. . . Emotion, specifically vengefulness, is simply an alternative motivator to career incentives for bringing criminals to justice. (268-69)
. . . It was not that [Stephen] thought hatred was the basis of criminal law, but that he thought the law would not be effective unless criminals were hated. Indeed, he famously said that criminal law was to the passion for revenge as marriage is to sexual passion: that is, designed to channel and regularize, not to magnify. (269)
Posner recognizes, though, that a dry utilitarian account like this does not really capture the nature of Stephen’s emotional engagement with the subject of punishment. Posner thus turns his attention more broadly to Stephen’s “obsessive” interest in force, which Stephen saw as “about the most interesting and important thing in the world.” (269)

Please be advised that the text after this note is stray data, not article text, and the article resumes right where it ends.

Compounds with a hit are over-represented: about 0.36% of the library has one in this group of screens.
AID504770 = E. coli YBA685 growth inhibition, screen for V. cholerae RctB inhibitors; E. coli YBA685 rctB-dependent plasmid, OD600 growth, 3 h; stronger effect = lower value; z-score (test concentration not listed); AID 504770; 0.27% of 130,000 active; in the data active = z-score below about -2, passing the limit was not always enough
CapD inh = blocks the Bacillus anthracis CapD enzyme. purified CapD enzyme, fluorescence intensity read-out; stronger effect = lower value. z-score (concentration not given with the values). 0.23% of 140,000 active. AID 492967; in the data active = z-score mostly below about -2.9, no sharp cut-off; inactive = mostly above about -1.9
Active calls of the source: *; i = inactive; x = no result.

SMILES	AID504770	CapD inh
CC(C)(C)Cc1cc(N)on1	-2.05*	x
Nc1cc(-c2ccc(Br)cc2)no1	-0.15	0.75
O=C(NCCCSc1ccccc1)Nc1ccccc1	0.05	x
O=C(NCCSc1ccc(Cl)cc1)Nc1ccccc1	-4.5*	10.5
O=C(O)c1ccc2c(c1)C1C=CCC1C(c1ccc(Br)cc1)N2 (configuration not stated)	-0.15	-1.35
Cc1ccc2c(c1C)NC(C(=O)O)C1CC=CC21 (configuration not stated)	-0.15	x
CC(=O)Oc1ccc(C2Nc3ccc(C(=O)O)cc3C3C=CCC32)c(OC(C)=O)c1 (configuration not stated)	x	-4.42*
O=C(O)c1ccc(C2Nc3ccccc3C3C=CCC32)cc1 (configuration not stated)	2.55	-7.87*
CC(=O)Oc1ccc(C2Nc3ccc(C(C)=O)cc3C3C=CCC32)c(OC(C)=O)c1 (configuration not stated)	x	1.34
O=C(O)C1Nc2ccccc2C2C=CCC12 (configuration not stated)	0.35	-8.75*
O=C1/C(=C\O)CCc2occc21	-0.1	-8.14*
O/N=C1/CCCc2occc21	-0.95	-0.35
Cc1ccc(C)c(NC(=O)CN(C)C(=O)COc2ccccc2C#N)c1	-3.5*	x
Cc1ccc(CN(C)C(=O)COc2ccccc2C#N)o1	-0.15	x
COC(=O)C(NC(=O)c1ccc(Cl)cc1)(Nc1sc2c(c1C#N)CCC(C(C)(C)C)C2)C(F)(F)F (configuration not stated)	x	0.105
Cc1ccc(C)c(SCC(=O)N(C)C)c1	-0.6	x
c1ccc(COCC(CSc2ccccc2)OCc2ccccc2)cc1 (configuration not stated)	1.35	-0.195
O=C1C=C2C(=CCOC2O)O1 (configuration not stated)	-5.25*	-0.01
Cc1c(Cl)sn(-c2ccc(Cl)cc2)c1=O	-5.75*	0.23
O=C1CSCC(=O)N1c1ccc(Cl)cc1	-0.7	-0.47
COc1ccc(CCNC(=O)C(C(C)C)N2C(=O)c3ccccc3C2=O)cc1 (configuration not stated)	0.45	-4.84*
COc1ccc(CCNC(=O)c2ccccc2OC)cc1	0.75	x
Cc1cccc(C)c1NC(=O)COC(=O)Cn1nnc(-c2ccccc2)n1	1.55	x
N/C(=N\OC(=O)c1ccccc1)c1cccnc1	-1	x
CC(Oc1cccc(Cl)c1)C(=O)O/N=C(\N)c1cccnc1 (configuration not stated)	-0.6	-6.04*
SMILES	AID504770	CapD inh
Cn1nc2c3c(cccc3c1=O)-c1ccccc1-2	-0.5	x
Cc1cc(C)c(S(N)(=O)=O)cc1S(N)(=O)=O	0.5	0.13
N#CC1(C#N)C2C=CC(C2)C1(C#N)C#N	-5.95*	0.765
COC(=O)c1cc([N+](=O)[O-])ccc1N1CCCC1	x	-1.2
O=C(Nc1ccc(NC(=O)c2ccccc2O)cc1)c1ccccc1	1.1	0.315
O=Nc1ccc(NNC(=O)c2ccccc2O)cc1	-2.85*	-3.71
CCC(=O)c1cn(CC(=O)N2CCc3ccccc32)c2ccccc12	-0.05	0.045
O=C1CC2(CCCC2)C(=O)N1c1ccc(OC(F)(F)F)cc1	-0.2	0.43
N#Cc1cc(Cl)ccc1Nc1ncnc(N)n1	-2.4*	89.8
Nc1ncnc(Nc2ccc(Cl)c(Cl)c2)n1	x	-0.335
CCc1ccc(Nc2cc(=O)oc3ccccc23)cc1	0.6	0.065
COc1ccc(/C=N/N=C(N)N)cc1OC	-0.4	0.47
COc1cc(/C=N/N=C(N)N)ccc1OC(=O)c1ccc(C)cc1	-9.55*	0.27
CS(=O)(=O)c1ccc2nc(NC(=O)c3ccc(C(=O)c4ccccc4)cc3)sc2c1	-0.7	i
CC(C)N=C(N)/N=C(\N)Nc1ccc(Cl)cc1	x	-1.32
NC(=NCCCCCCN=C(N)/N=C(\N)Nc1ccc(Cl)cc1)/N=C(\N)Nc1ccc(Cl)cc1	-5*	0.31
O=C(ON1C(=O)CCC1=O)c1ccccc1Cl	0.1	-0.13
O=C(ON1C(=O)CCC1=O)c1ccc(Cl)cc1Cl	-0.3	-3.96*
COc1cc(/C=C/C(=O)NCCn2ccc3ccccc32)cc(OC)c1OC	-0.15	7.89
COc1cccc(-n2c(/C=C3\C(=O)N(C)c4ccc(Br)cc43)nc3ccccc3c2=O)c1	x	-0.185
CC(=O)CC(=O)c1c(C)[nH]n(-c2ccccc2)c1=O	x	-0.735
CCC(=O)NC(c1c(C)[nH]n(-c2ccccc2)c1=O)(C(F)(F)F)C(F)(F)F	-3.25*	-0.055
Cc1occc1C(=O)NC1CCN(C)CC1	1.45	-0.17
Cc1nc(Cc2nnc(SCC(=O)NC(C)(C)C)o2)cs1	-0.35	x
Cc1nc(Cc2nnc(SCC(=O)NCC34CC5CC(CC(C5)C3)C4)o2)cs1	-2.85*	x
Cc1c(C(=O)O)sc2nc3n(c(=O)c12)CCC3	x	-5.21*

Posner offers numerous illustrations of Stephen’s “force talk,” including his defense of Pontius Pilate and his dismissal of the Sermon on the Mount as a “pathetic overstatement of duties.” Here’s my favorite, though:
[I]t is impossible to lay down any principles of legislation at all unless you are prepared to say, I am right, and you are wrong, and your view shall give way to mine, quietly, gradually, and peaceably; but one of us two must rule and the other must obey, and I mean to rule. (271)
Seems to me a perfect restatement of the attitudes we see expressed in Washington right now in the current debates over fiscal policy.
From whence came Stephen’s evident delight in social conflict and the naked exercise of power? Here’s what Posner says: